Benjamin Franklin, during the late 17th century, coined the phrase, “A watched pot never boils.” I am sure each of us has uttered that phrase at least once in our lifetime. I know I have, more than once this last month during our, let’s call them “the storms of January 2023.”
Just a few days ago I was in the throes of preparing to bake food for a cooking class I was teaching at the Highlands Park Senior Center when the electricity in my home was shut off. My electric stove no longer worked, and I did not want to open the door to my refrigerator, letting the cold air out.
Fortunately, I had prepped the food the day prior; all I needed was my oven and stovetop to work. For the rest of that day, I watched the clock, counting the hours I had left to bake the beautiful Pear Frangipane tarts I had prepared.
Finally, PG&E restored the power, but alas, my stove had blown out the back control panel. Once again, I watched the clock, waiting for a repairman to return my call; my call was never returned. Never had old Ben been more right…a watched pot never boils.
Standing in the middle of my kitchen, my eyes rested on my little toaster oven that I have used before, but only to reheat a small casserole dish or two. I have always referred to it as my “Easy Bake Oven”…you know the one our kids played with in the 1970s that was heated by a 40-watt light bulb. Could this little oven be my savior?
By now it was 8 o’clock in the evening, and with no other solution available, I powered up my little easy bake oven to 375 degrees for a test run.
In the oven went a small four-inch tartlet shell. I set the timer for 10 minutes. I stood, looking through the glass window and waited for what seemed much longer than 10 minutes. I watched that little tartlet as though it were my baby, as the crust reached a light golden-brown color. Perfection was achieved. I opened a bottle of Storrs chardonnay to celebrate my success.
Pulling the tartlet from the oven I thought how clever I had been, but now I had 18 more to go, with six of them being full-sized tarts, from nine to 10-inch ones, and requiring 30 minutes of baking time each.
My little easy bake oven could only handle three small tarts at a time, and the large ones, only one at a time. I did the baking time calculations; undaunted, I poured myself another glass of wine.
It was 4 o’clock in the morning when my little Easy Bake and I finished the baking and the bottle of Storrs chardonnay. I went to bed.
I have a repairman scheduled for some time between 12 and 1 o’clock today. I’ve decided to NOT watch the time…for as old Ben reminds us…A Watched Pot Never Boils.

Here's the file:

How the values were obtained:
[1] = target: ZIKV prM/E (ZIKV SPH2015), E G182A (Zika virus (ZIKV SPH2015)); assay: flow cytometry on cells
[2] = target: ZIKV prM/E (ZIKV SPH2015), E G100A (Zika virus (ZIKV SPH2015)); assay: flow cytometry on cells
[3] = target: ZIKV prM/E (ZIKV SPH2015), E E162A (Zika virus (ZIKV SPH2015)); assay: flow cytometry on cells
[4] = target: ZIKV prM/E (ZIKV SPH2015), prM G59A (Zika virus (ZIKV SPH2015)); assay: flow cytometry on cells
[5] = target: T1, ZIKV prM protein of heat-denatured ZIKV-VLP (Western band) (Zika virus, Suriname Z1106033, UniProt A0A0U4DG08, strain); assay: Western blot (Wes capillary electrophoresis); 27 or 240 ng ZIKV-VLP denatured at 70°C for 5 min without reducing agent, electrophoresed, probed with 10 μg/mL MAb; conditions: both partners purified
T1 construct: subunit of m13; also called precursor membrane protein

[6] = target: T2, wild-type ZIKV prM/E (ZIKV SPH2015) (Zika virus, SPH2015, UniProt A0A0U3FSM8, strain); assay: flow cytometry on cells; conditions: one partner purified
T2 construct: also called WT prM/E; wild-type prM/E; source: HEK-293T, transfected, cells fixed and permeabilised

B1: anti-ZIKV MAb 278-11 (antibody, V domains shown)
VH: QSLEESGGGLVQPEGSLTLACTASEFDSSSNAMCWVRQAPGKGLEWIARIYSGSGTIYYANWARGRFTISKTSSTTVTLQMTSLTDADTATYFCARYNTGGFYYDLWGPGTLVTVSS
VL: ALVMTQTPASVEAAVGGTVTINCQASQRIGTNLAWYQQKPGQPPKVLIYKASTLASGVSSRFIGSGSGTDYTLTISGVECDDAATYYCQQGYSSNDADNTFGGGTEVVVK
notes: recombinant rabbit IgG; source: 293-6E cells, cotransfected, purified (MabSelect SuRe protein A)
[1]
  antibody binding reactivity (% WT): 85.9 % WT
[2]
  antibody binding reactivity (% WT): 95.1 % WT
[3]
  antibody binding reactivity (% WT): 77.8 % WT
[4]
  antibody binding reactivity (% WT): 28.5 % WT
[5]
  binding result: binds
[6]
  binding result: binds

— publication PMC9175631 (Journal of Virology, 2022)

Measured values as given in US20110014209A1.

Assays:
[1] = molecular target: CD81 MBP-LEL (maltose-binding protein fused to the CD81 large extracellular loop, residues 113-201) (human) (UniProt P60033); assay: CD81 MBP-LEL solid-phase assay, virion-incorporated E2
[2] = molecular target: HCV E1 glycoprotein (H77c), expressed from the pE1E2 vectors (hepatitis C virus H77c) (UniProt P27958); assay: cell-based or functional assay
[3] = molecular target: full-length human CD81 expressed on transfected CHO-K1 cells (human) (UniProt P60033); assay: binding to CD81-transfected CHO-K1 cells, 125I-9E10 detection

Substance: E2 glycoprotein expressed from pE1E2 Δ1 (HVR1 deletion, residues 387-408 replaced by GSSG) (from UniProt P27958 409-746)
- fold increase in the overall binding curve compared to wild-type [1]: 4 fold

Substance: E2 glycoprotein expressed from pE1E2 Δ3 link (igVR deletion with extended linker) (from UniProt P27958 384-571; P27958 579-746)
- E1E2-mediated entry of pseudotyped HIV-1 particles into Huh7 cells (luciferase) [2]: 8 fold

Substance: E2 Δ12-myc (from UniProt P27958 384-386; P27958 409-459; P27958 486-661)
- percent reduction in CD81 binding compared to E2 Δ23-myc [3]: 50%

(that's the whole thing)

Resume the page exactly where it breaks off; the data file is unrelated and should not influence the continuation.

A Pear Frangipane Tart
Tart Shell Pastry (Two 9-in. Tart shells):
2 ½ cups of all-purpose flour
2 sticks of ice-cold butter (1 cup) cut into ½ in. cubes.
¼ cup confectionery sugar
1/2 tsp. salt
1/4 –1/2 cup of ice-cold water
In a Cuisinart or using a pastry cutter, add flour and butter. Pulse or with a pie cutter, cut butter into pea-shaped sizes. Add water in small amounts until dough comes together.
Dump mixture onto a piece of Saranwrap and using the wrap, push the dough together and form a 5-inch round. Using this method keeps the dough cold. Refrigerate for two hours.
When ready, sprinkle flour onto a bread board and roll dough into a 11 in. circle. Place dough into the tart pan and press dough into the pan sides and cut off overhanging dough.
With a fork, prick bottom of dough all over to release steam while cooking or cover bottom of dough with parchment paper and baking beads. Prebake in a 400-deg. oven for 10 minutes.
Remove and set aside while preparing filling.
Peel, core and slice 4 Anjou or Bartlett Pears in half. Poach pears, cut-side down in a pan of 1 cup white wine, ¼ cup sugar brought to a high simmer. Remove pears and cool. Slice pears lengthwise into ½ inch slices.
Pear Frangipane Filling:
½ cup room temp. butter
½ cup gran sugar
Beat together until light and fluffy.
Add one egg and beat in well.
1 cup ground almonds (skins removed)
1 Tbsp. all-purpose flour
3 Tbsp. Gold Rum (this makes all the difference in taste)
1 tsp almond extract
In prebaked tart shell, spread frangipane filling and on top, in a concentric circle, place pears.
Bake in a 375-deg. oven for 30 minutes.
Cool 20 minutes before serving. Serve with whipped cream.
Colly Gruczelak, a Ben Lomond resident, loves people and loves to cook. Contact her at [email protected].